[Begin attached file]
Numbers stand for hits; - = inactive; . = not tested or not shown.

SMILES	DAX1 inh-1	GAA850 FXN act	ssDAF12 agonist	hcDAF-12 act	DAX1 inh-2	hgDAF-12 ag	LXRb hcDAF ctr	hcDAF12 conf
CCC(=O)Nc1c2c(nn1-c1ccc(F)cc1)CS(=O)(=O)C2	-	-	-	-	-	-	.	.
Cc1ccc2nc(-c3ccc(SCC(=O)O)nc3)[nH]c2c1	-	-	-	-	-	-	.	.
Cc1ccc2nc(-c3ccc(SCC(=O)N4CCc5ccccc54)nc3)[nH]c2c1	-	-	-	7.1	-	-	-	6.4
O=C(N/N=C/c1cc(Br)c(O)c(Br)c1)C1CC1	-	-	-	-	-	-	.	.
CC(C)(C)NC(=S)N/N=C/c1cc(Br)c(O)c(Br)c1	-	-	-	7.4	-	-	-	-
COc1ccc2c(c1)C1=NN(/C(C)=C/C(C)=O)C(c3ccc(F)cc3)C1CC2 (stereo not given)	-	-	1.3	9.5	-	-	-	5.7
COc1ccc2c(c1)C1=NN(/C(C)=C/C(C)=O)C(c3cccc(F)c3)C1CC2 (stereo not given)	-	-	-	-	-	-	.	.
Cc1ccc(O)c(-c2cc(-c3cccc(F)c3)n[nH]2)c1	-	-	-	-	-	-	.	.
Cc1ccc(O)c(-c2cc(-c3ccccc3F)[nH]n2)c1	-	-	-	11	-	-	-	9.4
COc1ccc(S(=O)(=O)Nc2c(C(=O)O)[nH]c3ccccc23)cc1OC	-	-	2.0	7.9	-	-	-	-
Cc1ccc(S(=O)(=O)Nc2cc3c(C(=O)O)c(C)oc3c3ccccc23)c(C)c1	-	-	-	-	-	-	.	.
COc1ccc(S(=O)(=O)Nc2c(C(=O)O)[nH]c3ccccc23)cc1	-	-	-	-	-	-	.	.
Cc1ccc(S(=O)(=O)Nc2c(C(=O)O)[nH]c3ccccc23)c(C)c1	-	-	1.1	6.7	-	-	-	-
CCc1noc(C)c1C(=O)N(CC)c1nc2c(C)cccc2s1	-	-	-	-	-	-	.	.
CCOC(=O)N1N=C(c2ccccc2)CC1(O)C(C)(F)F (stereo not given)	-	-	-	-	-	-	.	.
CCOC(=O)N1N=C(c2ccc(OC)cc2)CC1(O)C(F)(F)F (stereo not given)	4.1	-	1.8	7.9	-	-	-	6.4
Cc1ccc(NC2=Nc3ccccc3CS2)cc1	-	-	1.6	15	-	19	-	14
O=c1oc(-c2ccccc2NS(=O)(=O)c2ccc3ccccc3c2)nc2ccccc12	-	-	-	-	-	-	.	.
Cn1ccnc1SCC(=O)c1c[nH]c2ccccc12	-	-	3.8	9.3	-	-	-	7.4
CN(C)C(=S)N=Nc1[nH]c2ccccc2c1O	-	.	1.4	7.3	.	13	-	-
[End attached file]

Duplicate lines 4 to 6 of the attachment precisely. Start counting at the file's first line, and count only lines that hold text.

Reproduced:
Cc1ccc2nc(-c3ccc(SCC(=O)O)nc3)[nH]c2c1	-	-	-	-	-	-	.	.
Cc1ccc2nc(-c3ccc(SCC(=O)N4CCc5ccccc54)nc3)[nH]c2c1	-	-	-	7.1	-	-	-	6.4
O=C(N/N=C/c1cc(Br)c(O)c(Br)c1)C1CC1	-	-	-	-	-	-	.	.